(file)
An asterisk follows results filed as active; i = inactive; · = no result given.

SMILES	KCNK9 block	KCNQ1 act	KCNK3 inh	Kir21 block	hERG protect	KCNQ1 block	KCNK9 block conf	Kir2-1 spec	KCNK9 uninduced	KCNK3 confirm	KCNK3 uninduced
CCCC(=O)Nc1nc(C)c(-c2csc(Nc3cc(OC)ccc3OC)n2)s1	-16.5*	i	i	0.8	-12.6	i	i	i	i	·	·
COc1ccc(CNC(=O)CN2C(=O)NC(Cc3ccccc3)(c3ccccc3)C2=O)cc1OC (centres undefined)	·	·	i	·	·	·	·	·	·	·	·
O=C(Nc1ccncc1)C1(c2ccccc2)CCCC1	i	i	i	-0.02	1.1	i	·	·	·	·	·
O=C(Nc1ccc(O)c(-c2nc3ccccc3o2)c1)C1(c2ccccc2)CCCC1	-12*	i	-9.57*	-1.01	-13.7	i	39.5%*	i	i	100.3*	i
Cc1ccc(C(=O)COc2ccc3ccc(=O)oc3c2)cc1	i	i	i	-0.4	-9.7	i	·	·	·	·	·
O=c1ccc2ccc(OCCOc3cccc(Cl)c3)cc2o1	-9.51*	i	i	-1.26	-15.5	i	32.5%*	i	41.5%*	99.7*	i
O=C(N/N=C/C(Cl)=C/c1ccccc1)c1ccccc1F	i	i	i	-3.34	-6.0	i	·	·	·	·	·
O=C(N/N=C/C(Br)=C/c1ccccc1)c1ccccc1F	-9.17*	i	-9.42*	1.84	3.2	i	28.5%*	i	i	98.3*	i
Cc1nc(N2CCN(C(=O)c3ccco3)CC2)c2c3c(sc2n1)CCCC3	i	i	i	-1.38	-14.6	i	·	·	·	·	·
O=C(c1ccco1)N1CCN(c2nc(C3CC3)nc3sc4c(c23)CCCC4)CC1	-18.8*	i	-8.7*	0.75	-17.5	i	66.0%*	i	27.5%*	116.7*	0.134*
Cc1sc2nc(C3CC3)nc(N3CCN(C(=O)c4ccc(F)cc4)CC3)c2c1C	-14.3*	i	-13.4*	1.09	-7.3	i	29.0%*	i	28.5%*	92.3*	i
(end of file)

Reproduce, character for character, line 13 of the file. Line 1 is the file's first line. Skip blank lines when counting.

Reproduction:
Cc1sc2nc(C3CC3)nc(N3CCN(C(=O)c4ccc(F)cc4)CC3)c2c1C	-14.3*	i	-13.4*	1.09	-7.3	i	29.0%*	i	28.5%*	92.3*	i